Renee Turnbaugh age 88 of Cheyenne, WY passed away early in the morning on Sunday, January 24, 2021. She was born March 18, 1932 in Bangor, WI to Paul Dvorak and Nayva Robinson.
She is survived by her husband David (“Dave”) Turnbaugh as well as her four children
Mike (Kim) Turnbaugh of Tulsa, OK
Diane Tappy of Broomfield, CO
Judith (Rex) Tippetts of Lovell, WY
Trudy (Mike) Rowe of Colorado Springs, CO
One of the joys in Renee’s life was her grandchildren – she is survived by all five of them
Michael David and Christopher Turnbaugh (Mike’s sons)
Erryn and Jessica Tappy (Diane’s daughters)
Jennifer Tippetts (Judith’s daughter)
Renee loved animals. She is also survived by “fur” grandbabies and great grandbabies including Red, Kensi, Cassie, Bosley, Fifi, Katie, Riley, Misha, Kosmo, Champ, Switzer and Teddy.
Renee’s parents and family relocated from Wisconsin to Thermopolis when she was a teenager. She and Dave met while students at the Hot Springs County High School. While they met in high school, they did not date until their mid-twenties. Renee had returned to Thermopolis after living in Indiana and Wisconsin for a bit and Dave had returned after serving in the Navy. They were married January 17, 1959 at the First Baptist Church in Thermopolis.
After high school graduation Renee moved to Denver and attended Stevens Business College. As you can imagine for a young girl in her twenties, Renee loved her time in Denver. She frequently talked fondly of those years.
Dave and Renee lived in Casper until 1971 and then moved to Cheyenne, where their family home still is. In Cheyenne, Renee worked at the Wyoming Game and Fish Department for many years. She also worked for a time at the Legislature.
Renee loved music. She was a member of Sweet Adelines and the Kitchen Band. At one point she even decided to learn to play the banjo (much to the chagrin of her family, whose ears will never be the same). She loved music – she wasn’t necessarily good at music.
Renee loved to travel. When they both retired, she and Dave “RV’d”. Those were probably some of the happiest times of her life. They had their motor home and a tow car – first the Jeep and then the Suzi – and would head out for months at a time. They liked the gulf coast as well as the desert Southwest. They also traveled to Hawaii (obviously not by RV) and Alaska. The Alaska trip was one of her best.
A few fun facts (not necessarily good)
d)She was a horrible cook. It was scary. That said, she made the best caramel corn on the planet and, back in the day, made great homemade bread and cinnamon rolls.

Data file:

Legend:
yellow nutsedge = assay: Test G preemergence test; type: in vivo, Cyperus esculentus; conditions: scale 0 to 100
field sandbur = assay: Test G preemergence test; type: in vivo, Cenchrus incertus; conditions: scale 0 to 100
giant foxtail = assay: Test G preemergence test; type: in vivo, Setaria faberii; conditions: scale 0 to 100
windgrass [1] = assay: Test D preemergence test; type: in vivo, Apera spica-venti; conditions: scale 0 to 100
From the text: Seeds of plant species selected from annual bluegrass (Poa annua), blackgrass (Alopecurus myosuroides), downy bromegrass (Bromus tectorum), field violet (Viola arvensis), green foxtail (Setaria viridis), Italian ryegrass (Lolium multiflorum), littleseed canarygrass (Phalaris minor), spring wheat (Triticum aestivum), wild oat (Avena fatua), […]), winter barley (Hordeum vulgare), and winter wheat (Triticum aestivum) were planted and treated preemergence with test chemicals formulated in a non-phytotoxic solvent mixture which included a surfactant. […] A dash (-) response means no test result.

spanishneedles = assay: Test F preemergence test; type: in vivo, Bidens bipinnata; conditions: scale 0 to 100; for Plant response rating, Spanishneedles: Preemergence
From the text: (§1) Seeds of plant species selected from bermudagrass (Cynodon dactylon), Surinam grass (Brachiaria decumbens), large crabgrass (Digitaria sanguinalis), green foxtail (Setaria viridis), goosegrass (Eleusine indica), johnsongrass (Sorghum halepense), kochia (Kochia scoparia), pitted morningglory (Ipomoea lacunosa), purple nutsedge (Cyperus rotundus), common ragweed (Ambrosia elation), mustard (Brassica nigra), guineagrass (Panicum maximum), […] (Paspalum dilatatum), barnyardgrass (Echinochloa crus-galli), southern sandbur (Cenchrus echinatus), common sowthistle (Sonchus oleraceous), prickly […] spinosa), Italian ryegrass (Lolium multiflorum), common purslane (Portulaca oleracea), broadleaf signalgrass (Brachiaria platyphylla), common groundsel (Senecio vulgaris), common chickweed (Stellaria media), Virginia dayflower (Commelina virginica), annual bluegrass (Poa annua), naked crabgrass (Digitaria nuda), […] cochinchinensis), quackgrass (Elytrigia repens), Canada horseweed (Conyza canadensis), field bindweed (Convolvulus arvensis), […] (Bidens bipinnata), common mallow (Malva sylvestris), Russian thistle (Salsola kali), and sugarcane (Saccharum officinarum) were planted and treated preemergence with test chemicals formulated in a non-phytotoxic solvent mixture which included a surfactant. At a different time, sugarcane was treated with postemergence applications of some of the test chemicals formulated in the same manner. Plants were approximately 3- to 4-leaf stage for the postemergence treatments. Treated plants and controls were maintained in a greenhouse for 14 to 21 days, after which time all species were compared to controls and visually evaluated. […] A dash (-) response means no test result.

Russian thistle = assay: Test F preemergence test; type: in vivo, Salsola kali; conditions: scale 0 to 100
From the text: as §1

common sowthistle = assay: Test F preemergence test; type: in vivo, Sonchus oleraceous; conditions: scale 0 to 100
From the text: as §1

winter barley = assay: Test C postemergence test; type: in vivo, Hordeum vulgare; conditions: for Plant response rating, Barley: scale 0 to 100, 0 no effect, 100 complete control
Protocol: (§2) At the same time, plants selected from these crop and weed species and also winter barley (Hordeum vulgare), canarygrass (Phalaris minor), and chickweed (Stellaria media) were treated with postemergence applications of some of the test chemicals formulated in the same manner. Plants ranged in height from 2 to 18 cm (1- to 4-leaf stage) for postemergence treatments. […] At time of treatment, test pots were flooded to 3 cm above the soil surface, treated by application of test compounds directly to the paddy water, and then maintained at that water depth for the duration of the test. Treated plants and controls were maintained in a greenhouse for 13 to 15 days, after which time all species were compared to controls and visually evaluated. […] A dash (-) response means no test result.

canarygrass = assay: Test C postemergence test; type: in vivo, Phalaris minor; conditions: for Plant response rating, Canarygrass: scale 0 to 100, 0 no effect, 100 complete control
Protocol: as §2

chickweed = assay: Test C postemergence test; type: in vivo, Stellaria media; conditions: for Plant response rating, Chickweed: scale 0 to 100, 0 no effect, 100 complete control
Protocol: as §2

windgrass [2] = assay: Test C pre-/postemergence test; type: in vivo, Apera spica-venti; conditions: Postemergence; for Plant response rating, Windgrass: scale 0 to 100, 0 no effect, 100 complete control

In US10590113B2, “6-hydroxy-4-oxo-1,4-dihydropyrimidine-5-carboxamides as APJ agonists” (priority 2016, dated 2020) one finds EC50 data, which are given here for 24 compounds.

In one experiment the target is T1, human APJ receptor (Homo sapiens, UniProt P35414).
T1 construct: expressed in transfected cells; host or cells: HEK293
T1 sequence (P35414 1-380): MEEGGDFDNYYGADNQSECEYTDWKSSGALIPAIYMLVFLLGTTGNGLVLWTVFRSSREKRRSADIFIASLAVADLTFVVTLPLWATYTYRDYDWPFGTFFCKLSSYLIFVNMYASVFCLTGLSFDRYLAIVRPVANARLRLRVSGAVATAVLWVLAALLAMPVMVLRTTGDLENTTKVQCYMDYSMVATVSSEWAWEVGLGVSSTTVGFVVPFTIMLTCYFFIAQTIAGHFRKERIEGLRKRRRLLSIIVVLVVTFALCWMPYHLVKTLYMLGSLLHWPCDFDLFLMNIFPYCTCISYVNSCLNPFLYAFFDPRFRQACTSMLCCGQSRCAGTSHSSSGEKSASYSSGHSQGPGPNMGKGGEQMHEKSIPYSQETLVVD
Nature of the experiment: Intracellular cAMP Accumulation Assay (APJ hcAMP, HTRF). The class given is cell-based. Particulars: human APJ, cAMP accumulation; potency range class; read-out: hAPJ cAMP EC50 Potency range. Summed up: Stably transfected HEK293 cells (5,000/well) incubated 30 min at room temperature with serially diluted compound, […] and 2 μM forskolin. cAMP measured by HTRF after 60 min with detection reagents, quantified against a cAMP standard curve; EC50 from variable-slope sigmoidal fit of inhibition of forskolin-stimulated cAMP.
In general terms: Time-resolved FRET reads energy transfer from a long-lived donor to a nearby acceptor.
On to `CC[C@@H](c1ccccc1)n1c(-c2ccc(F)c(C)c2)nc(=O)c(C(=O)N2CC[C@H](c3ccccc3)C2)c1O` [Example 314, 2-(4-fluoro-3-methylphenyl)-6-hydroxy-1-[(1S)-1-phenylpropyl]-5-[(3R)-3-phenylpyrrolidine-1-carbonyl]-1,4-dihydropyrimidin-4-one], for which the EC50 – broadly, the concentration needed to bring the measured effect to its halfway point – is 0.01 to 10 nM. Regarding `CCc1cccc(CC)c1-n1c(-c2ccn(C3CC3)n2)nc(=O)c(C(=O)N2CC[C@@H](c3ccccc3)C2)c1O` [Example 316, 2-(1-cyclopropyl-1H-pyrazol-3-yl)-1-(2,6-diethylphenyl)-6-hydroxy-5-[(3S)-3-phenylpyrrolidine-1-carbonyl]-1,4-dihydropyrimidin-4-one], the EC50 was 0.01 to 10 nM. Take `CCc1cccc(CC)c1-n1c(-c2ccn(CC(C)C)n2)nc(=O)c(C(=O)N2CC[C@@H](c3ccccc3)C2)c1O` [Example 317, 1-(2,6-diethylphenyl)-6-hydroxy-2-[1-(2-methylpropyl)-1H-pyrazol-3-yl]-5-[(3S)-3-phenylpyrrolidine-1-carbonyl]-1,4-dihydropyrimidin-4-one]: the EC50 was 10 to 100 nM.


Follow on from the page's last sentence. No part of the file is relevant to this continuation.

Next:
She thought Terry Bradshaw was a great country western singer. Highlight of her life when she met him. No idea that he played football.
Ironically, later in life, she was a football fan. At the assisted living facility, it was well known not to disturb Renee on Sundays since she was watching football. She was a Denver Broncos fan. She thought John Elway was “one good-looking man”. She was a Green Bay Packers fan. She thought Aaron Rodgers was even better looking that John Elway. Beyond just the looks of the quarterbacks (and other players), she truly enjoyed watching football. As a side note, the Green Bay Packers thing is a bit of an issue for her son-in-law Mike Rowe.
She was opinionated – very opinionated. She told you how she felt about pretty much everything – world affairs, politics, what you had on, how your hair looked and so on and so on. She had no filter – sometimes that was good, frequently that was bad. Overall, it is just one of the things that made her “her”.
She was feisty. She was sometimes funny. She was frequently grumpy. As her son Mike would say “Mom was like a box of chocolates – you were never sure what you were going to get”.
She did not think that you could go more than two hours without eating something – a cookie, a piece of hard candy, a granola bar, a peppermint. There was something in every coat pocket, purse, glove box, etc. Truly ridiculous.
Later in life, she loved “Google Earth”. She couldn’t run the program. Liked to get someone else to run it and then make them crazy with things like “go back to where the old railroad tracks used to be”, “see if you can find that barn that burned down”.
Renee was proud of her kids – didn’t necessarily tell them but told everyone else.
Renee was proud of her grandkids – usually told them, their parents and everyone else.
Later in life, Renee unfortunately developed Parkinson’s disease and that robbed her of her mobility and independence. It was difficult. Difficult for her and difficult for the family. While she struggled physically, she was still mentally sharp. She remembered more about her kids’ high-school friends than they did. She remembered more about every campground and couple that they met than Dave did – sometimes too much (no, Mom we do not know what happened to Mary Reed – hopefully you do now).
Renee’s life was not without struggle or challenge. Sometimes it was very challenging – for her, for Dave, for her kids. That said, she leaves behind an amazing, loving family. A family that loves deeply and truly treasures each other. Renee/Mom – you were loved. You will be missed. We pray for you and hope that you have Peace.
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